Mail for the Home Network LG #45

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Mail for the Home Network

Mail for the home network sounds like a fairly simple project, but it is quite ambitious: say good-bye to the wife and kids for the better part of a week if this is new ground for you. Rest assured, the end results are worth it.

Disclaimer: This article provides information we have gleamed from reading the books, the HOWTOs, man pages, usenet news groups, and countless hours banging on the keyboard. It is not meant to be an all inclusive exhaustive study on the topic, but rather, a stepping stone from the novice to the intermediate user.  All the examples are taken directly from our home networks so we know they work.

How to use this guide:

  • Words encapsulated by square brackets like [Enter] indicate the depression of a key on the keyboard or a mouse button [Mouse1]
  • Words encapsulated by squiggly brackets like {your name here} indicate data that will/should be substituted with « real » data
  • Text depicted in italics are commands you, the user, should type at a prompt

Prerequisites: This guide assumes that you have the following things installed:

    1. You must have a legal domain name
    2. You must be using IP Masquerade to « hide » your machine from the internet
    3. And that you can consistently connect to the internet
  • SendMail
  • FetchMail
  • IMAP (pop3d)
  • ProcMail

What should home mail do? Before we go sprinting off into the guts of this project, lets consider what we want this mail system to do:

  • It should get our mail from the internet and serve it locally.
  • It should send our mail to the internet.
  • It should be a mail server for local mail (mail sent within our network). In a trivial example, Mom should be able to email Dad and the mail never leaves our home. More importantly, servers send messages to root, and we want these messages collected up and sent to only one person. Example: I have two servers and my own computer, I do not want to have to check 3 email accounts to see all the messages.

Home mail sounds like a simple concept, especially as many user email programs, like netscape, seem to handle all the necessary functions all by themselves. Unfortunately, there is a big difference between a user’s mail « system » and a network mail system. Your mail system will need at least five programs to function properly:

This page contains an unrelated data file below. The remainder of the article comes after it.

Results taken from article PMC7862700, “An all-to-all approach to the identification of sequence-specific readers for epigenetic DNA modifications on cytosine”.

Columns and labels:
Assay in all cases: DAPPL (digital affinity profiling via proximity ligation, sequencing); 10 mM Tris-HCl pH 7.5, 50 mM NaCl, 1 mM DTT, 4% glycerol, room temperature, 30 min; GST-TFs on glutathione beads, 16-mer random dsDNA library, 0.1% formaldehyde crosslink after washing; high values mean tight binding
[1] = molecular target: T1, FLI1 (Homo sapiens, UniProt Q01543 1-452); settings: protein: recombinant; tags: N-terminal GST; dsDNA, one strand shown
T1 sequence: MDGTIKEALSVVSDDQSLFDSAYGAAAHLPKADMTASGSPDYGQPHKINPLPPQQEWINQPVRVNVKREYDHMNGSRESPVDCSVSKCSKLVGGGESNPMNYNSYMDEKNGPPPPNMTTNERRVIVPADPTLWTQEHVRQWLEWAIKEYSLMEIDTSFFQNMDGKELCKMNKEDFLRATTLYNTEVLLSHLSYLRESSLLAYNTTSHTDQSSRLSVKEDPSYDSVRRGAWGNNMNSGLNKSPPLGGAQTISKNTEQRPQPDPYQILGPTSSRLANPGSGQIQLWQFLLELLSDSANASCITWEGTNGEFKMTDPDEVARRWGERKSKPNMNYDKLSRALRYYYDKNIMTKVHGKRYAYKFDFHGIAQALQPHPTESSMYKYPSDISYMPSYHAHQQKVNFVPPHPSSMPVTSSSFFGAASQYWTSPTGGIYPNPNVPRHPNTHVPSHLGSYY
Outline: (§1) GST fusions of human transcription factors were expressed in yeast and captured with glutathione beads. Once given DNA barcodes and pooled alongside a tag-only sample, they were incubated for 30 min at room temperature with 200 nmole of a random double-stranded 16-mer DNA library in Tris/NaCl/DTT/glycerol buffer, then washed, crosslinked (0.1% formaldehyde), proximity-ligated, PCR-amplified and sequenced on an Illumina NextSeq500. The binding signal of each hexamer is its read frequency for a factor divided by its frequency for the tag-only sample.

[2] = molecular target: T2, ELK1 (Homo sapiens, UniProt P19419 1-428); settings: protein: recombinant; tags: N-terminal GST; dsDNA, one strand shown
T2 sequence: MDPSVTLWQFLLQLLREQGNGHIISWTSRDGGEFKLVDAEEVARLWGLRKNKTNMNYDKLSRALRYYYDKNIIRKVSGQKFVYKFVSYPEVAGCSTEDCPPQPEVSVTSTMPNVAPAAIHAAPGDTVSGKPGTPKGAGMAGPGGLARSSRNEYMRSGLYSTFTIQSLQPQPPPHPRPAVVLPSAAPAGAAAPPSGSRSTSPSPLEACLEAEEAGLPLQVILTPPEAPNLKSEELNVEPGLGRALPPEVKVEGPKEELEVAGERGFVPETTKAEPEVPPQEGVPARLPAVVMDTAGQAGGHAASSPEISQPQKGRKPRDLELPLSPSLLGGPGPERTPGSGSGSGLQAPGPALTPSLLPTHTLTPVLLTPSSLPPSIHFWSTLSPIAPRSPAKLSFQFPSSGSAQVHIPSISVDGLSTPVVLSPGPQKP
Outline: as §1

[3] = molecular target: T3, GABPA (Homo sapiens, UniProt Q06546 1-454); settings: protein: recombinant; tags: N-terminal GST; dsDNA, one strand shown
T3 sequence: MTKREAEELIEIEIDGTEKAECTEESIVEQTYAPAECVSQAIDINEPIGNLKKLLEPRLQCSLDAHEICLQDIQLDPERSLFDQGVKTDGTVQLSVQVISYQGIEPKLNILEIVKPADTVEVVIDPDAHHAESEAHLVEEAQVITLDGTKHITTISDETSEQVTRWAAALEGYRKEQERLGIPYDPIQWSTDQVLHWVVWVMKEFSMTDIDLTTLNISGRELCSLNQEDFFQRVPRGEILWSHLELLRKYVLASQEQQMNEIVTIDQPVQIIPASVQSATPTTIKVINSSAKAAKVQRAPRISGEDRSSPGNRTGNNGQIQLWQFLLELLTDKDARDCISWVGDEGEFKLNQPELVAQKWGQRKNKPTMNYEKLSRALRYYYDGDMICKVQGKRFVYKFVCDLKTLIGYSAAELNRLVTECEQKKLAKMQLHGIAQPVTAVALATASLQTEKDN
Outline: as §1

• The program you use, as a user, to read and write your mail – xfmail, netscape, outlook, etc. We will not be covering these programs in this article – but they are the programs you know so well. When we are done, you will point these programs to the mail server on your network, instead of your ISP, to send and receive your mail.
  • The program that gets our mail from our ISP, and we want it to get the mail for all the family accounts. In this article we will be using fetchmail.
  • The program that transports the mail message from one computer to another. This program takes the mail from your mail reader, e.g. netscape, and either sends it to the internet or keeps it on our mail server. In this article we will be using the program sendmail. This will become our SMTP connection.
  • Sendmail and fetchmail do not store the mail on the hard drive, rather, they hand it off to another program that puts each user’s mail where it is suppose to go. In this article we will be using procmail.
  • The program that servers our mail when we connect to it with our user email program. In this article we will be using ipop3d. This will become our pop3 server.
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Install the programs. Before we get started, check to see that you have all the necessary programs installed.  Easiest way to check is to issue the whereis command:

whereis sendmail [Enter]

For those of you using RedHat, you can type:

rpm -qa|grep sendmail [Enter]

to see if any sendmail package is installed. Other distributions have a similar way of checking if a package is installed. Make sure you installed the sendmail-cf package as well.

procmail: Whatever version came with your distribution is fine.
ipop3d: Whatever version came with your distribution is fine. Note: most distributions put ipop3d in the imap package.
fetchmail: Fetchmail is a moving target and new versions come out frequently. We would suggest using version 5.0 or higher, though whatever came with your distribution is probably fine.
sendmail: Most distributions come with three sendmail packages: sendmail, sendmail-cf, and sendmail-doc. Install all three. We will be using sendmail version 8.9.3 in this article. If you are running anything less than version 8.9.2 we very strongly recommend you upgrade, both because of security reasons, and because most of the information presented here will not be useable with older versions.
m4: Whatever version came with your distribution should be fine.

Let’s get started! Do 10 sets of finger exercises, replace Zeppelin with a Mozart CD, and click on the links below. Note: follow them IN ORDER, as some programs rely on others!

Setting up dns for mail
Setting up procmail
Setting up sendmail
Setting up pop3
Setting up fetchmail
Some Final Thoughs

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